Well-known knitwear designers such as Jean Moss, Nicky Epstein, and Kaffe Fassett, as well as individuals who are involved in the Prayer Shawl Ministry contributed patterns for the book. This book is a great resource for those interested in becoming involved in the Prayer Shawl Ministry as well as for those interested in making beautiful shawls.
Thanks for your book review, Sharon. My grandmother was given a prayer shawl two years ago when she was in palliative care. The shawl was made by someone from my aunt's church, and it gave her and other members of my family a lot of comfort knowing that others were thinking of my grandmother and our family through a difficult time.
It meant a lot to know that someone had put love and care into each stitch to make the shawl that helped to keep her comfortable in her final days.
Stitch 'N Bitch Crochet: The Happy Hooker by Debbie Stoller is a fantastic and fun crochet instruction book, perfect for both beginning crocheters and those of us who've been doing it for a long time. Debbie gives interesting commentary, straightforward instructions, and helpful tips to make crocheting interesting and easy. The personality that she has infused into this book is what makes it so fabulous. This book also includes patterns that range in difficulty and are for everything, from hats to gloves to purses to dresses.
I pick up this book every time I start a new crochet project and use it as a reference in case I need help deciphering a vintage pattern or making a stitch I haven't made before. The author explains everything from making a chain to creating a button hole and tying off. She even has a whole section dedicated to granny squares, and a purse to make out of them! I have also made some of the projects in the book and find them to be well-written patterns and fun to make.
So, if you've never crocheted before, buy this book. You won't regret it. If you already know how to crochet, but need some new inspiration, this book will be exactly what you need as well. Teens will love this book as well, partly because of it's "naughty" title, but mostly because the tone of the book is fun and simple.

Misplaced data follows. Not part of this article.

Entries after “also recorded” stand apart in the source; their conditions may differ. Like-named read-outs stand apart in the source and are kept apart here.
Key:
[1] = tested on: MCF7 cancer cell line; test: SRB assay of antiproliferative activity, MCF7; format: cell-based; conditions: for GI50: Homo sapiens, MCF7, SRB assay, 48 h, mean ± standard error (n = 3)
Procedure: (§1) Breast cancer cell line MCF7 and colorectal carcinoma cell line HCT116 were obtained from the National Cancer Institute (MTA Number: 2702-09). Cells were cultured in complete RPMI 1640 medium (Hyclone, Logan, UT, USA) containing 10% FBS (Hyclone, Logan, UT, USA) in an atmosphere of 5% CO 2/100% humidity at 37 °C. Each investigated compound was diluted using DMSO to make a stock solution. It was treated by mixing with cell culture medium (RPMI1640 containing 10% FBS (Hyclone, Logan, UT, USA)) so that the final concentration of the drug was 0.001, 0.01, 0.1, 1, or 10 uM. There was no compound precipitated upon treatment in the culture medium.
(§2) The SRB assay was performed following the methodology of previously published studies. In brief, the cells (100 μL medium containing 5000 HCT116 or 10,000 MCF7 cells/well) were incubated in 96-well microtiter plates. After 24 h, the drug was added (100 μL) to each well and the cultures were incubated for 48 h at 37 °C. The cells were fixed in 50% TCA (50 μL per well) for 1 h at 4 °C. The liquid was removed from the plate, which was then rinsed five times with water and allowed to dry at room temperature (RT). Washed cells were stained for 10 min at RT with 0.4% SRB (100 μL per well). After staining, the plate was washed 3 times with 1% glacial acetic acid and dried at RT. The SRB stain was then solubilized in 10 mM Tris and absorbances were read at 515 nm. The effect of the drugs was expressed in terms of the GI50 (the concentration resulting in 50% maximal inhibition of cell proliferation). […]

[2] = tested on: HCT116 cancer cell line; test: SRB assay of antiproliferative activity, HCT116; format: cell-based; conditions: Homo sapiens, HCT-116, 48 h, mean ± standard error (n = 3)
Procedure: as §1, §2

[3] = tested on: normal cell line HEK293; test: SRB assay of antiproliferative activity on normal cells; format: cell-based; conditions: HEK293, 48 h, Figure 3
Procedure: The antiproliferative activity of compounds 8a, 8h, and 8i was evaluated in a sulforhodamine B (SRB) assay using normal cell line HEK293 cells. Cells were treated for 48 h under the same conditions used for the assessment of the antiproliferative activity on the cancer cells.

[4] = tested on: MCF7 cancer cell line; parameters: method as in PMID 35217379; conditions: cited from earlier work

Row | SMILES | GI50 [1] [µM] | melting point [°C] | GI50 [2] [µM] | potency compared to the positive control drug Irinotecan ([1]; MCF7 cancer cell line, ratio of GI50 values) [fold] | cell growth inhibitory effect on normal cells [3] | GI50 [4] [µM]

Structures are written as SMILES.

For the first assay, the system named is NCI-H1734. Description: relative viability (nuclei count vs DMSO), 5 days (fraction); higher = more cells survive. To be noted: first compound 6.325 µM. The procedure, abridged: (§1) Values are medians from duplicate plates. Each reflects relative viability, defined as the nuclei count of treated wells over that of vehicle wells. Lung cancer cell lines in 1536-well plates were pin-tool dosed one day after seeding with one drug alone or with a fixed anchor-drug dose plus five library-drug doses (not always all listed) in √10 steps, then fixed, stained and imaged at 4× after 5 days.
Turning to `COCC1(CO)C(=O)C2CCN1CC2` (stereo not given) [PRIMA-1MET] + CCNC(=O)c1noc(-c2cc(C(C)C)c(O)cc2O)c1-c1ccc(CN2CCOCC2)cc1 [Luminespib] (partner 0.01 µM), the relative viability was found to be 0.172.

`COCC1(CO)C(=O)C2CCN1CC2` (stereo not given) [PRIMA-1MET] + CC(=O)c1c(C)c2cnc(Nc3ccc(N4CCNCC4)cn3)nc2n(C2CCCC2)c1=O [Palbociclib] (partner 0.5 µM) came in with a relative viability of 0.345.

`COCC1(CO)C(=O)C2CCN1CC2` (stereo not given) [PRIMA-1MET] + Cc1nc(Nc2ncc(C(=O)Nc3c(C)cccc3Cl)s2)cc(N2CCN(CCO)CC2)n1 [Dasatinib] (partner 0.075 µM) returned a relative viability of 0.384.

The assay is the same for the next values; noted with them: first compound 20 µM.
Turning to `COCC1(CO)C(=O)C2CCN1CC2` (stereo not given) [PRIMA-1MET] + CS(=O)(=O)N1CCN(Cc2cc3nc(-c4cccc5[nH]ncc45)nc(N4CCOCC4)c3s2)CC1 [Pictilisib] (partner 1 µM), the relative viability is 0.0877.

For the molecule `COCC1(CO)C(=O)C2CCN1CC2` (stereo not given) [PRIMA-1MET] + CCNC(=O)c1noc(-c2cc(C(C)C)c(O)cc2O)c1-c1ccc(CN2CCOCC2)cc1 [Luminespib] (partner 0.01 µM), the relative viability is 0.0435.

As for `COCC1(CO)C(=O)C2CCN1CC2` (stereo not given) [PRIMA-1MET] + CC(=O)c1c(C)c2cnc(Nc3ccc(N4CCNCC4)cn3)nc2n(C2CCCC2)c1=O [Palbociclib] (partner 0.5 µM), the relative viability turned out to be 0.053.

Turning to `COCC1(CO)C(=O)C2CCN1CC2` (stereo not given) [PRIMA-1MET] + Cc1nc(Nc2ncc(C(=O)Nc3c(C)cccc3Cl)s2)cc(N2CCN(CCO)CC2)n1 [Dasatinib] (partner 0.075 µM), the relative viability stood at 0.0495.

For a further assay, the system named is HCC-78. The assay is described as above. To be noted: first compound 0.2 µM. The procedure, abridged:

I tried knitting several different times on my own and with family and friends attempting to show me how. I was unable to get the hang of it. I visited several craft stores attempting to talk to people, look things up or just get general information about how to knit.
Finally, I found the book "Knitting for Dummies" and glanced through it. It seemed fairly self explanatory and show pictures. I purchased Knitting for Dummies and read through it while attempting the different instructions it gave and examples.
By the time I was half way done with the book I was knitting a sweater. I found the book to be very easy to understand and it gives great examples and illustrations. It was easy to follow. I do not know the author but I believe that you can pick this book up at any craft store. I would recommend this book to someone who wants to learn how to knit.
Being a subscriber to Crochet World Magazine for several years, I have to admit this is one of the best crochet magazines on the market. As a matter of fact, I let my renewal lapse for a few years. I found myself returning to their magazine once again this year. It has great projects for beginners to advanced in every issue. I look forward to the next issue to see what new project I can start. I would highly recommend this magazine to anyone who loves crochet or wants to start learning to crochet. Projects range from children's toys to sweaters, afghans and even filet crochet.